Did you know that the third leading cause of death in the US is not a kind of disease?
These errors have led to at least a third of physicians dealing with a lawsuit at some point in their careers.
The question is, what are these medical errors and do these include negligence? Can you sue a doctor for negligence only?
We’ll uncover the answers to these questions in this post, so be sure to read on.
Medical Negligence vs Medical Malpractice
Many people use the terms “medical negligence” and “medical malpractice” interchangeably. There are even some states, like Florida, where medical negligence means medical malpractice.
In its strictest definition though, medical negligence is only one element of malpractice.
An act or omission is one way that medical negligence can occur. An example is when a doctor deviates or “strays away” from the professional standard of care.
If this deviation harms the patient in any way, that’s considered negligence. In this case, the harmed patient (or their family) may have a valid malpractice claim.
Medical malpractice, on the other hand, can include medical errors, negligence, or both. Medical errors can also result from a medical professional’s negligence.
For instance, after treating a patient, the patient’s health worsened. This could have occurred due to the doctor making a diagnostic error. This, in turn, could be negligence if the doctor didn’t use the right diagnostic methods.
Not All Medical Negligence Cases Cause Harm
It’s important to note that even experienced and compassionate doctors can make mistakes. Very few malpractice cases involve intentional or willful recklessness.
Moreover, not all acts of medical negligence automatically harm or injure patients. An example is when a doctor performs an unnecessary treatment.
In this case, the treatment may not do the patient any good or harm. It simply didn’t have any beneficial effect on the patient.
When Can You Sue a Doctor for Negligence Then?
There are three main things that a victim of medical malpractice needs to sue for negligence. Below is a quick overview of each one.
The Negligent Act Caused Harm or Injury to the Patient
One of the main steps on how to start a malpractice lawsuit is to come up with proof of harm or injury. Without this, the patient won’t be able to sue the medical professional.
Victims also need to prove that the harm or injury was in fact, due to negligence. They need to show the courts that without the negligence, the harm or injury wouldn’t have taken place.
One example is a primary care physician failing to refer a patient to a medical specialist. Instead, they simply prescribed medication or treatment. Unfortunately, the patient’s health further suffered after these prescriptions.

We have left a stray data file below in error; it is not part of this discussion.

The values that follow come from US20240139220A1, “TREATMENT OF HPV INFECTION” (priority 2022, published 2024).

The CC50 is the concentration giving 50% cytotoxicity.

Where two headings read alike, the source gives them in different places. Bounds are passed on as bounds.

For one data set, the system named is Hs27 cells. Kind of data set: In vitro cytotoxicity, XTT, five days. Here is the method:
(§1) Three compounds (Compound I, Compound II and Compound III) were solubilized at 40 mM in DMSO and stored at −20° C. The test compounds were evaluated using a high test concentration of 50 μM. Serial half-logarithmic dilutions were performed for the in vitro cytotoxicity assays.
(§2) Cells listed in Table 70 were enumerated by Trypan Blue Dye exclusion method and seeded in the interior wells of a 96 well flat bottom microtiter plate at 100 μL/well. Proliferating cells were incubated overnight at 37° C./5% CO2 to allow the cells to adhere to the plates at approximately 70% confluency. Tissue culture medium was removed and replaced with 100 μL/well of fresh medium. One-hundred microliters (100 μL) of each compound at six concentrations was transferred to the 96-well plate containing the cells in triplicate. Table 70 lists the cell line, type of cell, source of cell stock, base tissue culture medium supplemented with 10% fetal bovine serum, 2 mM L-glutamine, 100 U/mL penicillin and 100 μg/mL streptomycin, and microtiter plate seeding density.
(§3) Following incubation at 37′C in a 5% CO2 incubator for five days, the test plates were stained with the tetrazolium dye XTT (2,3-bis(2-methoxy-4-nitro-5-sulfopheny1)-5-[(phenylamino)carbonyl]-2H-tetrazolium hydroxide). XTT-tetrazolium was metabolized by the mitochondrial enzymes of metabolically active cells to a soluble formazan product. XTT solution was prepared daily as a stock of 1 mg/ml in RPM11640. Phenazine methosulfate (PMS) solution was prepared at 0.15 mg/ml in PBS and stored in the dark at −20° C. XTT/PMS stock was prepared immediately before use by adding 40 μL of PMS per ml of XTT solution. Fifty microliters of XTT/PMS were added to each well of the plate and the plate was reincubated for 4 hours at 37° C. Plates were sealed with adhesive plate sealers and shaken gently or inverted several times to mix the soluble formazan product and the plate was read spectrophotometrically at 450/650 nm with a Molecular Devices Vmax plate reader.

Since the doctor should have referred the patient to a specialist, this may be a form of negligence.
The Doctor’s Negligence Resulted in Severe Damages
For a negligence case to be valid, the patient should have sustained serious harm or injury. Disability and loss of income are examples of considerable damage. A case may also be valid if the patient will face huge medical bills (including future expenses).
Doctor’s Failure to Meet the Proper Standard of Care
Victims also need to demonstrate that their doctor breached the standards of care. An example is a preventable accident during surgery that severely injures the patient. The patient must prove that the surgeon could have prevented this accident.
Medical Negligence Is Difficult to Prove
As a patient, it’s your right to expect only the highest level of care from your doctors. It’s also your right to get compensated in case they fail to provide you with acceptable care.
In some cases, negligence is easy to prove because of obvious medical mistakes. These include surgical professionals leaving items inside patients.
However, most other forms of medical negligence aren’t as easy to prove. There are also too many variables and factors that a case needs to meet for it to be a valid malpractice claim.
This is why the first step on how to file a malpractice suit is to lawyer up. A medical malpractice attorney can determine right away if you have a case in the first place. Moreover, many seasoned malpractice attorneys offer free case evaluations.
If you think that your doctor was negligent, call a medical malpractice lawyer ASAP. This way, you’ll get the help you need to navigate the complex world of malpractice laws.
The Deadline for Filing a Medical Negligence Lawsuit
If you think you have a valid medical malpractice case, you need to file it ASAP. That’s because all states put a time limit on these cases. In most standard cases, the clock starts running from the time you discover the injury or harm.
Some states, like Kentucky and Louisiana, have the shortest deadline, which is one year. Most other states have a two- or three-year statute of limitations. A few others, like North Carolina and Virginia, have a 10-year deadline on special cases.
Either way, you should know your state’s deadlines and file before the legal deadline. Otherwise, you’re at a huge risk of losing your right to any compensation.
Get the Compensation You Deserve as a Medical Negligence Victim
Can you sue a doctor for negligence? Now that you know you can, you shouldn’t delay building your case. If you think you even have the slightest chance of winning, take your case to a lawyer ASAP.
The sooner your lawyer can determine the case’s merits, the sooner you can file the claim. This is even more important if you live in a state that implements a one-year statute of limitations.
Looking for more health-related guides like this? Then be sure to check the rest of our posts under the Lifestyle section.